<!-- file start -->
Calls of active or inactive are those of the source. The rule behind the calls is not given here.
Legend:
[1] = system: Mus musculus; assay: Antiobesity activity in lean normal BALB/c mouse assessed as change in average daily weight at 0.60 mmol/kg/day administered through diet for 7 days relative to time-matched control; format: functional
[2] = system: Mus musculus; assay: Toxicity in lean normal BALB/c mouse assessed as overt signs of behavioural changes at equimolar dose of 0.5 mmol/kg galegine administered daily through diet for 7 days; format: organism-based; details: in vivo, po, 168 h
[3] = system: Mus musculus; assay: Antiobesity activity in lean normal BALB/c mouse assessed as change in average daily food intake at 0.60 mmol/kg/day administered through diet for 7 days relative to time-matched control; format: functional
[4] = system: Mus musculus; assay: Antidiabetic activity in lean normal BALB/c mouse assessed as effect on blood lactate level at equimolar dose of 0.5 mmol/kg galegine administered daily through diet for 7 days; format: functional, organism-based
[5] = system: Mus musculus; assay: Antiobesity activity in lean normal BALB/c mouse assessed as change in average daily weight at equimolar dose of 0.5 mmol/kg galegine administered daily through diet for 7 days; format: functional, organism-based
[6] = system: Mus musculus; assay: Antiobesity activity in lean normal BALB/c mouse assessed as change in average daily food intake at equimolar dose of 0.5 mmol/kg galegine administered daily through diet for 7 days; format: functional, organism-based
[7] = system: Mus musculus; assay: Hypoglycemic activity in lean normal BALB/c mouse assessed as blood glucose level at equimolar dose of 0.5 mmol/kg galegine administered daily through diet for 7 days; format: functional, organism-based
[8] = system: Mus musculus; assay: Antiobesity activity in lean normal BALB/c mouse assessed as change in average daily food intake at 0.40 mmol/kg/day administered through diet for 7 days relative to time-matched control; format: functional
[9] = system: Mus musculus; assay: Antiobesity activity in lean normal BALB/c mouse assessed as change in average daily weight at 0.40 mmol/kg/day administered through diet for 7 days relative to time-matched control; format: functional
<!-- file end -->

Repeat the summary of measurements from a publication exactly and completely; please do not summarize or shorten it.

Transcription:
Calls of active or inactive are those of the source. The rule behind the calls is not given here.
Legend:
[1] = system: Mus musculus; assay: Antiobesity activity in lean normal BALB/c mouse assessed as change in average daily weight at 0.60 mmol/kg/day administered through diet for 7 days relative to time-matched control; format: functional
[2] = system: Mus musculus; assay: Toxicity in lean normal BALB/c mouse assessed as overt signs of behavioural changes at equimolar dose of 0.5 mmol/kg galegine administered daily through diet for 7 days; format: organism-based; details: in vivo, po, 168 h
[3] = system: Mus musculus; assay: Antiobesity activity in lean normal BALB/c mouse assessed as change in average daily food intake at 0.60 mmol/kg/day administered through diet for 7 days relative to time-matched control; format: functional
[4] = system: Mus musculus; assay: Antidiabetic activity in lean normal BALB/c mouse assessed as effect on blood lactate level at equimolar dose of 0.5 mmol/kg galegine administered daily through diet for 7 days; format: functional, organism-based
[5] = system: Mus musculus; assay: Antiobesity activity in lean normal BALB/c mouse assessed as change in average daily weight at equimolar dose of 0.5 mmol/kg galegine administered daily through diet for 7 days; format: functional, organism-based
[6] = system: Mus musculus; assay: Antiobesity activity in lean normal BALB/c mouse assessed as change in average daily food intake at equimolar dose of 0.5 mmol/kg galegine administered daily through diet for 7 days; format: functional, organism-based
[7] = system: Mus musculus; assay: Hypoglycemic activity in lean normal BALB/c mouse assessed as blood glucose level at equimolar dose of 0.5 mmol/kg galegine administered daily through diet for 7 days; format: functional, organism-based
[8] = system: Mus musculus; assay: Antiobesity activity in lean normal BALB/c mouse assessed as change in average daily food intake at 0.40 mmol/kg/day administered through diet for 7 days relative to time-matched control; format: functional
[9] = system: Mus musculus; assay: Antiobesity activity in lean normal BALB/c mouse assessed as change in average daily weight at 0.40 mmol/kg/day administered through diet for 7 days relative to time-matched control; format: functional